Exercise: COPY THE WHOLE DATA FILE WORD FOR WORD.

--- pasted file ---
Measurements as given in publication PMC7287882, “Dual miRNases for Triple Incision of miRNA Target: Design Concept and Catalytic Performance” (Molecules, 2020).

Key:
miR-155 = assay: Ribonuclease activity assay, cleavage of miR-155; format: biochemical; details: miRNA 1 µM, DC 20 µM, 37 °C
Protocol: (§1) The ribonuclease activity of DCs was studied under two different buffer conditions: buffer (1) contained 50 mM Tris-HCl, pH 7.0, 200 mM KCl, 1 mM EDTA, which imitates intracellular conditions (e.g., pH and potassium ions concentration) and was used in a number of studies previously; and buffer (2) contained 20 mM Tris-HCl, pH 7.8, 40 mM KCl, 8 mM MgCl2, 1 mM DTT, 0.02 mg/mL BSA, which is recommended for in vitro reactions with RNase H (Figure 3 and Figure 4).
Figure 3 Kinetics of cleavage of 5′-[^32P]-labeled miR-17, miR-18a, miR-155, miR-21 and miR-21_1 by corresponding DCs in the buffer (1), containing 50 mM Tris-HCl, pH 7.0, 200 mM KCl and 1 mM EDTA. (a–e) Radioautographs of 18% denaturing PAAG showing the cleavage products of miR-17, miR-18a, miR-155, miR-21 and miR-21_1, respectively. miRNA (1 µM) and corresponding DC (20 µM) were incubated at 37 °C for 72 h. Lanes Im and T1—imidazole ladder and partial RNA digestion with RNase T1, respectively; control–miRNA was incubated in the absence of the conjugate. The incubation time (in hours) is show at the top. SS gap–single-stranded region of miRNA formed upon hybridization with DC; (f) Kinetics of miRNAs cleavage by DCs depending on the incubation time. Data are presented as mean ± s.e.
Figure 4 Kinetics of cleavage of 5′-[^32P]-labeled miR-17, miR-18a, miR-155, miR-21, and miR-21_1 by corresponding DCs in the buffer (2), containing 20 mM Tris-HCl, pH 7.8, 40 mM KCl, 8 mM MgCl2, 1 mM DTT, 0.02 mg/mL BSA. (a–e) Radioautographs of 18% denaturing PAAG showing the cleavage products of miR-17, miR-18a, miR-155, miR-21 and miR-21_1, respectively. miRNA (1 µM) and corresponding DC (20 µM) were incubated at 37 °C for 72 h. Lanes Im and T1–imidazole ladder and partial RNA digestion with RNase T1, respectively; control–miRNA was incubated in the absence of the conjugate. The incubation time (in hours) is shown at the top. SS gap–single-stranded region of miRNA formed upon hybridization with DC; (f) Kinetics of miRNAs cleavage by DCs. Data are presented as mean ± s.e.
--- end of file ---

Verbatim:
Measurements as given in publication PMC7287882, “Dual miRNases for Triple Incision of miRNA Target: Design Concept and Catalytic Performance” (Molecules, 2020).

Key:
miR-155 = assay: Ribonuclease activity assay, cleavage of miR-155; format: biochemical; details: miRNA 1 µM, DC 20 µM, 37 °C
Protocol: (§1) The ribonuclease activity of DCs was studied under two different buffer conditions: buffer (1) contained 50 mM Tris-HCl, pH 7.0, 200 mM KCl, 1 mM EDTA, which imitates intracellular conditions (e.g., pH and potassium ions concentration) and was used in a number of studies previously; and buffer (2) contained 20 mM Tris-HCl, pH 7.8, 40 mM KCl, 8 mM MgCl2, 1 mM DTT, 0.02 mg/mL BSA, which is recommended for in vitro reactions with RNase H (Figure 3 and Figure 4).
Figure 3 Kinetics of cleavage of 5′-[^32P]-labeled miR-17, miR-18a, miR-155, miR-21 and miR-21_1 by corresponding DCs in the buffer (1), containing 50 mM Tris-HCl, pH 7.0, 200 mM KCl and 1 mM EDTA. (a–e) Radioautographs of 18% denaturing PAAG showing the cleavage products of miR-17, miR-18a, miR-155, miR-21 and miR-21_1, respectively. miRNA (1 µM) and corresponding DC (20 µM) were incubated at 37 °C for 72 h. Lanes Im and T1—imidazole ladder and partial RNA digestion with RNase T1, respectively; control–miRNA was incubated in the absence of the conjugate. The incubation time (in hours) is show at the top. SS gap–single-stranded region of miRNA formed upon hybridization with DC; (f) Kinetics of miRNAs cleavage by DCs depending on the incubation time. Data are presented as mean ± s.e.
Figure 4 Kinetics of cleavage of 5′-[^32P]-labeled miR-17, miR-18a, miR-155, miR-21, and miR-21_1 by corresponding DCs in the buffer (2), containing 20 mM Tris-HCl, pH 7.8, 40 mM KCl, 8 mM MgCl2, 1 mM DTT, 0.02 mg/mL BSA. (a–e) Radioautographs of 18% denaturing PAAG showing the cleavage products of miR-17, miR-18a, miR-155, miR-21 and miR-21_1, respectively. miRNA (1 µM) and corresponding DC (20 µM) were incubated at 37 °C for 72 h. Lanes Im and T1–imidazole ladder and partial RNA digestion with RNase T1, respectively; control–miRNA was incubated in the absence of the conjugate. The incubation time (in hours) is shown at the top. SS gap–single-stranded region of miRNA formed upon hybridization with DC; (f) Kinetics of miRNAs cleavage by DCs. Data are presented as mean ± s.e.